Ghostery has been offering desktop browser plugins for years, letting users see what tracking scripts are running on a page. This lets you know about ads, analytics, social widgets, and other tools running on the websites you visit. You can also block some or all of those scripts.
Now Ghostery has launched a mobile version: but it’s not a plugin. It’s a complete web browser.
Ghostery Privacy Browser is a free web browser for Android devices.
Like the desktop service, Ghostery Privacy Browser places an icon in the toolbar that shows you how many scripts are running on each page you visit. Tap that icon and you’ll see more details about those scripts… as well as check boxes which you can toggle to block or allow those trackers.
You can also open the browser’s settings and choose to block or enable all trackers by default, choose whether to block cookies, clear your browser history, change your search engine (the default is Duck Duck Go, but you can also use Google, Bing, Yahoo, or others), and toggle support for popups and auto-complete, among other things.
You can also opt-in to Ghostrank, a feature which shares data about the trackers you encounter. That data is anonymized and used to create reports which Ghostery sells to support its consumer-oriented privacy products.
As far as basic web browsing features, Ghostery uses Google’s Android WebView feature so it renders pages pretty much the same way Google Chrome does. The browser supports tabs, bookmarks, and sharing. But overall the user interface and non privacy-oriented features are pretty basic.
I think “Gogole” should be “Google” in the fisrt paragraph after the second large image.
It is amazing how much faster some pages load on my phone when I am using Firefox for Android with Ghostery installed. It probably reduces my overall data usage too, which is great for those of us that regularly get close to our data caps.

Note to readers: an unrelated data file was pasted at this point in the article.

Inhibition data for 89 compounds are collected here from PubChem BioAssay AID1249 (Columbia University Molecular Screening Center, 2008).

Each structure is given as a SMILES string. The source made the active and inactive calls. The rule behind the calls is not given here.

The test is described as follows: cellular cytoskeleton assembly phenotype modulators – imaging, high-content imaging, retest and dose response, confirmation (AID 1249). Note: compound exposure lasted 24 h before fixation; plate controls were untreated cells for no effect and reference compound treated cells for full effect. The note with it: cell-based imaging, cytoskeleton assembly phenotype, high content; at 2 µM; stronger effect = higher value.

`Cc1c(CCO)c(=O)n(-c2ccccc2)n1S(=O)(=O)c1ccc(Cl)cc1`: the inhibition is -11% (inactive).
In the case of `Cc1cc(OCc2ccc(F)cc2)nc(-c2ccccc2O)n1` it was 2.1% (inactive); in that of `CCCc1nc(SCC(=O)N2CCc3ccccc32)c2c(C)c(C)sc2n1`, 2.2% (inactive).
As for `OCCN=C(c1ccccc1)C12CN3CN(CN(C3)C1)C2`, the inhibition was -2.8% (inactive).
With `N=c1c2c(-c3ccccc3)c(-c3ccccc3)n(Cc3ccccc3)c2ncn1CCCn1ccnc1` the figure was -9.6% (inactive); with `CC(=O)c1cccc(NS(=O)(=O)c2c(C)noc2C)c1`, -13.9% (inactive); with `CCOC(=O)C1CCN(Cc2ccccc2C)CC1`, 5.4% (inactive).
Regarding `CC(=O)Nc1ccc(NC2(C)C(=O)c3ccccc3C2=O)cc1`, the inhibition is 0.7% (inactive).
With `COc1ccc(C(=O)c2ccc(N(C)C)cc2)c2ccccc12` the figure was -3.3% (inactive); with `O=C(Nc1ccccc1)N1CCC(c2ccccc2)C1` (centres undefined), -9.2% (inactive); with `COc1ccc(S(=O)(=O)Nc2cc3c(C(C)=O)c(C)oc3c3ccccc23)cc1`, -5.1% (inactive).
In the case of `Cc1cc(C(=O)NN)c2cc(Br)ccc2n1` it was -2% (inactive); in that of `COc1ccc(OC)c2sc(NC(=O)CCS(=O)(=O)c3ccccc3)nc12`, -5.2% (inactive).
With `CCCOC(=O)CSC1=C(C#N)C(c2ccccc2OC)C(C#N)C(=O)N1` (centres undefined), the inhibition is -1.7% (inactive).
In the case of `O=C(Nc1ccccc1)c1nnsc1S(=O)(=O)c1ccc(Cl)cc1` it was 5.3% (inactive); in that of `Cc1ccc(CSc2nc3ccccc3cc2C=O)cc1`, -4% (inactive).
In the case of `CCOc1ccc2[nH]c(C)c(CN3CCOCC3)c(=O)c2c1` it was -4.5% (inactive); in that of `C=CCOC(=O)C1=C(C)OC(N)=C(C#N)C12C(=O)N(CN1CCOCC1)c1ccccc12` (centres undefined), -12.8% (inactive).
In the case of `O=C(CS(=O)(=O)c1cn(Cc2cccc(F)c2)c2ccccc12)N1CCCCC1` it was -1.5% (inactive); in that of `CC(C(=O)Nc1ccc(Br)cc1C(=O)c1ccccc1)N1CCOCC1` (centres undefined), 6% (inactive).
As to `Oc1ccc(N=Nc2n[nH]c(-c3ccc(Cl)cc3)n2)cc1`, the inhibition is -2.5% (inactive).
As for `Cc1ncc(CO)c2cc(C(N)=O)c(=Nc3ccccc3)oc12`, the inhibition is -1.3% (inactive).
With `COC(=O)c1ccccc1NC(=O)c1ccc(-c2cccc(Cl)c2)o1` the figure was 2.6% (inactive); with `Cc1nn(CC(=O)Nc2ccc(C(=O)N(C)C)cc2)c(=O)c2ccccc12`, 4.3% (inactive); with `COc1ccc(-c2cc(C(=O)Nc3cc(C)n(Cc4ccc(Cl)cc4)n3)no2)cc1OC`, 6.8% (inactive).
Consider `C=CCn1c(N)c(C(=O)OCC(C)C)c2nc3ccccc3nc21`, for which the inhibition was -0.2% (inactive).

Ghostery is owned by Evidon, a company that collects and provides data to advertising companies. It has a feature called GhostRank that you can check to “support” them. The problem is, Ghostery blocks sites from gathering personal information on you-but Ghostrank will take note the ads you encounter and which ones you block, and sends that information back to advertisers so they can better formulate their ads to avoid being blocked.
Formulating ads to avoid being blocked might been making the ads more difficult to block, but it might also mean creating ads that are less annoying. No advertiser wants to create ads that no one will click on. In that sense, it doesn’t sound like such a bad thing. And surely better than the extortion racket that the AdBlocker folks use.
NB ghostery has been available as an extension for Android’s Firefox for a long time!
Tried it. . . crashes whenever I try to enter the settings menu. Hope they get things worked out. Far too many sites have become massively bloated with unnecessary calls maybe this will help.
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